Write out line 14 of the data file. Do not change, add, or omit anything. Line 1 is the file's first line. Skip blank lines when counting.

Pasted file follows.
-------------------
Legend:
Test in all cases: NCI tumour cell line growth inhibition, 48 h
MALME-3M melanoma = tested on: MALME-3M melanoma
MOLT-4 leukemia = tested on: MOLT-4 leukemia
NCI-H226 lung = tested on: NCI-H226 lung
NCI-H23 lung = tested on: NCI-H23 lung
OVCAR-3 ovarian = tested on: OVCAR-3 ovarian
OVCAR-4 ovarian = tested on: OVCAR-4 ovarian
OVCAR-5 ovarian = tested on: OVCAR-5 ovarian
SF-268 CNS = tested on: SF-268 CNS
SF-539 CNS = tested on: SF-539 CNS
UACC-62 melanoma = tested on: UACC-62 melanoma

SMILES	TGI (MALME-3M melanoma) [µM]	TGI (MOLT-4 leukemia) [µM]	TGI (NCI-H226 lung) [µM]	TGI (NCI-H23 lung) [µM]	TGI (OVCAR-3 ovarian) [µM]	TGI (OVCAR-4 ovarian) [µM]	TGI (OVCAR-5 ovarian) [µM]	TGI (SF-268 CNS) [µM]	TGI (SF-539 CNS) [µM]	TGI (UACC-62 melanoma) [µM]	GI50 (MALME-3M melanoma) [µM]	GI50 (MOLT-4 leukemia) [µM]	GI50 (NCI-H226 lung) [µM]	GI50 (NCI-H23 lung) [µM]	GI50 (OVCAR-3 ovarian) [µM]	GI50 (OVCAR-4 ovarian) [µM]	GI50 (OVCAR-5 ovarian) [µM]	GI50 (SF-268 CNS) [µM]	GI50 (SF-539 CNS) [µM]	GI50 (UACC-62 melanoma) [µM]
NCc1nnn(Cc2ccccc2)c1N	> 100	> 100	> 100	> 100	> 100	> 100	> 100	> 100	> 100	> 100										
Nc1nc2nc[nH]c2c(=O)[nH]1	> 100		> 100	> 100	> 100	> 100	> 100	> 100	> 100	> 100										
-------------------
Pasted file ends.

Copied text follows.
NCc1nnn(Cc2ccccc2)c1N	> 100	> 100	> 100	> 100	> 100	> 100	> 100	> 100	> 100	> 100										